Art vs Science: Storytelling saves us from the robots

Advances in technology are reshaping the way in which we live, work, and communicate. With the rise in machine translation, automation and artificial intelligence, a zeitgeist has emerged through science fiction texts such as the cinematic release of “I, Robot” that humans will suffer at the hands of robots as they start to take over the roles and responsibilities of humans, effectively “taking our jobs”.

We are well and truly embedded in the information age, and our continuing evolution of technology solutions to meet human needs has become an integral part of society – digital identification, health biometrics, web metrics, behavioural insights, process monitoring – the list goes on.

The resulting wave of ‘big data’ has driven further innovation, where systems, tools and technologies have evolved to manage the ever growing data dump. These tools enable businesses to extract datasets, transform data into different formats, augment datasets through systems integration, and output rich reporting that highlights insights to further drive performance.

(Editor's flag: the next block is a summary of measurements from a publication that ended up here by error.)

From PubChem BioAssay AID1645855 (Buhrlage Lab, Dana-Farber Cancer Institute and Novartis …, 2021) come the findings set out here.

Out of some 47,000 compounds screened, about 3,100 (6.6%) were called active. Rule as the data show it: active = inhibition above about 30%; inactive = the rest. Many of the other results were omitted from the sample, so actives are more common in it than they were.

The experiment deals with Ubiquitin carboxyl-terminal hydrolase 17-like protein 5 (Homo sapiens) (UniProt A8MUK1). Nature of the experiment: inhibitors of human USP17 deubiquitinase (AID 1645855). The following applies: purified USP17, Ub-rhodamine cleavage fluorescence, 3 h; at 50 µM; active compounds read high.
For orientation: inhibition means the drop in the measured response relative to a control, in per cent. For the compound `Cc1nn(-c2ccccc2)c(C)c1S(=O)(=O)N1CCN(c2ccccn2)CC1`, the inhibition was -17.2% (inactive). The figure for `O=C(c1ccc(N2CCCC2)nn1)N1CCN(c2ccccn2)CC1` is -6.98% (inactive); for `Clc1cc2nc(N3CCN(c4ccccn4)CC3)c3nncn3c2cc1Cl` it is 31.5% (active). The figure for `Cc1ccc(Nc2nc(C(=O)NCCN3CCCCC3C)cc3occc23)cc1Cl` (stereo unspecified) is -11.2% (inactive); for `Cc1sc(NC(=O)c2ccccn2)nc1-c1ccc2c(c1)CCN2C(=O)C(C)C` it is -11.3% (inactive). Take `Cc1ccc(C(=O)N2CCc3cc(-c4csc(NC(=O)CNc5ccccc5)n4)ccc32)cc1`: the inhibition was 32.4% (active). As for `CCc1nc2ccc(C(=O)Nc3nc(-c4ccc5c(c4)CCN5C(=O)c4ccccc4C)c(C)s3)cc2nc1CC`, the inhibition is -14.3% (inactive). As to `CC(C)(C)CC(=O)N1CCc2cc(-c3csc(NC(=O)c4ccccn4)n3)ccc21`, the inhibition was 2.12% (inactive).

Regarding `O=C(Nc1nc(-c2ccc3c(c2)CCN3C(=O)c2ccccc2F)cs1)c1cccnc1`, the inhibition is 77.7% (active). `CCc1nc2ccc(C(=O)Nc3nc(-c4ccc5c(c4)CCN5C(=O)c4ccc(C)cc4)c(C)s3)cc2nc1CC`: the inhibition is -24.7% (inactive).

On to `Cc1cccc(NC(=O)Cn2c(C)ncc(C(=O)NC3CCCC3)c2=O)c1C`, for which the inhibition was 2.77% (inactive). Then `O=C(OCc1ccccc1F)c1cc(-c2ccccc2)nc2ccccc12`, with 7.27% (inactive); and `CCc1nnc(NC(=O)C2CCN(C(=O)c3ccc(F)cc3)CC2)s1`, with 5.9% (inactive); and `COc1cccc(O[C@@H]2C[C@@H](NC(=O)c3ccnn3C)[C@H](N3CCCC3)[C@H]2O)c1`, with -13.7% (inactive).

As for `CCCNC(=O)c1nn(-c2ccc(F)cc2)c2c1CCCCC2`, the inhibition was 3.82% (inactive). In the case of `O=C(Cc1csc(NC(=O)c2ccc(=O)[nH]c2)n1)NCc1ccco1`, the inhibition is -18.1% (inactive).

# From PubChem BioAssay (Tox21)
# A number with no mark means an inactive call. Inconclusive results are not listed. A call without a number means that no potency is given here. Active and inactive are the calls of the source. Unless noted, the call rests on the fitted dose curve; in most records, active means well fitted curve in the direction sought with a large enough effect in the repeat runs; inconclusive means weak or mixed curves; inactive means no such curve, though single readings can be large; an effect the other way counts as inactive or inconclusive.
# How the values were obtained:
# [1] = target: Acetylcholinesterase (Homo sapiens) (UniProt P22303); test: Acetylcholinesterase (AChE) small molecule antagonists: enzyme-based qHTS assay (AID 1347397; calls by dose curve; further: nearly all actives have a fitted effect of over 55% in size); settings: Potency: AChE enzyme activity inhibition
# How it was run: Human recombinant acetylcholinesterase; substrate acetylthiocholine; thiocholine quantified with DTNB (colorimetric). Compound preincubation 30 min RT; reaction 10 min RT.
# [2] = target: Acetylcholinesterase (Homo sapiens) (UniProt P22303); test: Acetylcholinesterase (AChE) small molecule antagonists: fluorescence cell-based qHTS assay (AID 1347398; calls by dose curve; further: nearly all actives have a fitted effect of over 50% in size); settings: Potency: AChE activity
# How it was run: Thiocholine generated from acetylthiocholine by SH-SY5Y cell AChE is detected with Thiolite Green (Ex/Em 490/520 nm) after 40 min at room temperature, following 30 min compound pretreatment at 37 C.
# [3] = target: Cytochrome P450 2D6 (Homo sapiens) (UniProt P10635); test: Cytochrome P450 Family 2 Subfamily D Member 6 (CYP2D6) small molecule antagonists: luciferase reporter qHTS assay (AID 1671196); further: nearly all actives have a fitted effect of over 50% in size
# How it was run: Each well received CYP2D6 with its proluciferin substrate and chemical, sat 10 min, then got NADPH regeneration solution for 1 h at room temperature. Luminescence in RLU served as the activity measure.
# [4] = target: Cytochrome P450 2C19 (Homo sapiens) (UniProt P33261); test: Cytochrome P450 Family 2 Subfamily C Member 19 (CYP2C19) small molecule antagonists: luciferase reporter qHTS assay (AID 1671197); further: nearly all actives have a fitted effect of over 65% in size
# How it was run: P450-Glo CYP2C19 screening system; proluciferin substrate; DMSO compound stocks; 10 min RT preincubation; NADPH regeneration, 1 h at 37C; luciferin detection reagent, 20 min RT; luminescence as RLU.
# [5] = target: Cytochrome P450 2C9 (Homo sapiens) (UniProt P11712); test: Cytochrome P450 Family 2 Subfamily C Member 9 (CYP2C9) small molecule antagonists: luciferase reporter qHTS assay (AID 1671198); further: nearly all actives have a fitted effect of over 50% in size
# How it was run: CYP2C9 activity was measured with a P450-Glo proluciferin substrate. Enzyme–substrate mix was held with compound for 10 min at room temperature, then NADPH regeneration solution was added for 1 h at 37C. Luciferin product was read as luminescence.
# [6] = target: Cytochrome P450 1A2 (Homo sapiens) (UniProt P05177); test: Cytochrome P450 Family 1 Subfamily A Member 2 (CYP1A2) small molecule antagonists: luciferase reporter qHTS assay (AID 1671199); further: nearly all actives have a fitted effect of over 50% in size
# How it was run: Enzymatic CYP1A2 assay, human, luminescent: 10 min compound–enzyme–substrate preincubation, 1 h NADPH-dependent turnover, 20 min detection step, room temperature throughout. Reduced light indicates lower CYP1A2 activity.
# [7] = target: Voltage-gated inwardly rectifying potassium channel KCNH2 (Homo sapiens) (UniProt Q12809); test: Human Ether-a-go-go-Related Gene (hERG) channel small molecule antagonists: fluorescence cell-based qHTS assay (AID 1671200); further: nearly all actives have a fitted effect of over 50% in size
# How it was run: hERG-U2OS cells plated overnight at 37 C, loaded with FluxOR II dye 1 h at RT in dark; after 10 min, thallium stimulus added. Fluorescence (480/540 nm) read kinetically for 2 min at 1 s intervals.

As society progresses towards a data-driven future, and new technologies mimic actions and behaviours once belonging only to humans, it is only natural that there is growing anxiety and fear around where this is all heading. As consumers we are bombarded with messages daily, many of us wrestling with an inbox that despite the best efforts to tame, continues the tide of inbound marketing from every corner of the globe wanting your undivided attention to read their latest correspondence. This all comes at a price for humans at the receiving end of this deluge, as the connection with audiences becomes increasingly difficult due to information overload. In a saturated media environment, companies have to rethink the approach they take to communications, creating authentic, honest and transparent conversations with their audience.